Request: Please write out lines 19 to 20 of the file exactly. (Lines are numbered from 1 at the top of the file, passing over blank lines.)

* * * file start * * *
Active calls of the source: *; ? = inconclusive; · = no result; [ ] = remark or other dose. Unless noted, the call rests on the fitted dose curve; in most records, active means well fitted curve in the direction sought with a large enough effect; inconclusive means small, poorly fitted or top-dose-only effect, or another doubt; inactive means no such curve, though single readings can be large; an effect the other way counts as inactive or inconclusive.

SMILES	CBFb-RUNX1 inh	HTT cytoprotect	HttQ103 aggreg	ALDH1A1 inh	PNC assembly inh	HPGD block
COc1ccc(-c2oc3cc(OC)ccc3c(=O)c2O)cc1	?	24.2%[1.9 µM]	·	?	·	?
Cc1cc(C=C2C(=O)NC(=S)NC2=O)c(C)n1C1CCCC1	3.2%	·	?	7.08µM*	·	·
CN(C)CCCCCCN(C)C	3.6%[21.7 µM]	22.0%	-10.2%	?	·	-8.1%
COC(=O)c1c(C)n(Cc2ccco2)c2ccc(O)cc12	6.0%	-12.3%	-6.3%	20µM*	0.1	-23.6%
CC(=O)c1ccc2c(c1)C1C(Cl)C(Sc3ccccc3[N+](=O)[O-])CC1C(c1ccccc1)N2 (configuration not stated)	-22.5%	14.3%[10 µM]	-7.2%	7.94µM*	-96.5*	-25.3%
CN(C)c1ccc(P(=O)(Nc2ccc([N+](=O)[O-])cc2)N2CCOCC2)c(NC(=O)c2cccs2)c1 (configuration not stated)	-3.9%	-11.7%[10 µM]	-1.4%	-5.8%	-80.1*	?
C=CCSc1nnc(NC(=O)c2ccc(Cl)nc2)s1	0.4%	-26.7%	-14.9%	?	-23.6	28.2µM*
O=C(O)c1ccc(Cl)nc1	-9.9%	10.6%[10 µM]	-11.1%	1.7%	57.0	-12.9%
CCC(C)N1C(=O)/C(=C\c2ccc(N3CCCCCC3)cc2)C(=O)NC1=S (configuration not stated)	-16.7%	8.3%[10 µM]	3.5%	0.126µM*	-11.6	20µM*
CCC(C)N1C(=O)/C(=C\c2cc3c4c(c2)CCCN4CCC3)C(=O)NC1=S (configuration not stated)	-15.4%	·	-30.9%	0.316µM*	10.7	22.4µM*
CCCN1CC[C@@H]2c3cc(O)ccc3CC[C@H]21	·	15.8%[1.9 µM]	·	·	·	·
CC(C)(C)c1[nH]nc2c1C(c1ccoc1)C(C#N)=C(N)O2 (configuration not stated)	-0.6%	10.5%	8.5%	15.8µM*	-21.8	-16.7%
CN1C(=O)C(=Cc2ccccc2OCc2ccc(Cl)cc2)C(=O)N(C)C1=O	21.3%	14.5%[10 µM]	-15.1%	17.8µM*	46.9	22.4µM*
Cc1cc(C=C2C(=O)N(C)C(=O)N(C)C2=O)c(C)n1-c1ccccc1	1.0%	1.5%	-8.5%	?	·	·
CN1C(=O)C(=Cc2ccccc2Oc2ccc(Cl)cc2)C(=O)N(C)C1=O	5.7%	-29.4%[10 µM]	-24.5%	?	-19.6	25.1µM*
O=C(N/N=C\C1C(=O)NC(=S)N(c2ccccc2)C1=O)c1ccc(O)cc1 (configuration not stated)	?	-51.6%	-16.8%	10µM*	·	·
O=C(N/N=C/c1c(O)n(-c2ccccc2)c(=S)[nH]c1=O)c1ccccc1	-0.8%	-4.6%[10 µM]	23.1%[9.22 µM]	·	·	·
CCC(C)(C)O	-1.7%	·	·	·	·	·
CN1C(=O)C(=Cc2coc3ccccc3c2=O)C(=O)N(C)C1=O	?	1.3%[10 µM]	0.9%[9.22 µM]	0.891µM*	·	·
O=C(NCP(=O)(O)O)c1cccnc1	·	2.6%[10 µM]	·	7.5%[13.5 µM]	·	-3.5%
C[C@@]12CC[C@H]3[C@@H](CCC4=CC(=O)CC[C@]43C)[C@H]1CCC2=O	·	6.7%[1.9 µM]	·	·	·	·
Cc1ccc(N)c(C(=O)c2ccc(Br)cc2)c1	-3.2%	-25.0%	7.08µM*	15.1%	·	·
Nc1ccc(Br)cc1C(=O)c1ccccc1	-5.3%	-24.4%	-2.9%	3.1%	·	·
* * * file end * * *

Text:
O=C(N/N=C/c1c(O)n(-c2ccccc2)c(=S)[nH]c1=O)c1ccccc1	-0.8%	-4.6%[10 µM]	23.1%[9.22 µM]	·	·	·
CCC(C)(C)O	-1.7%	·	·	·	·	·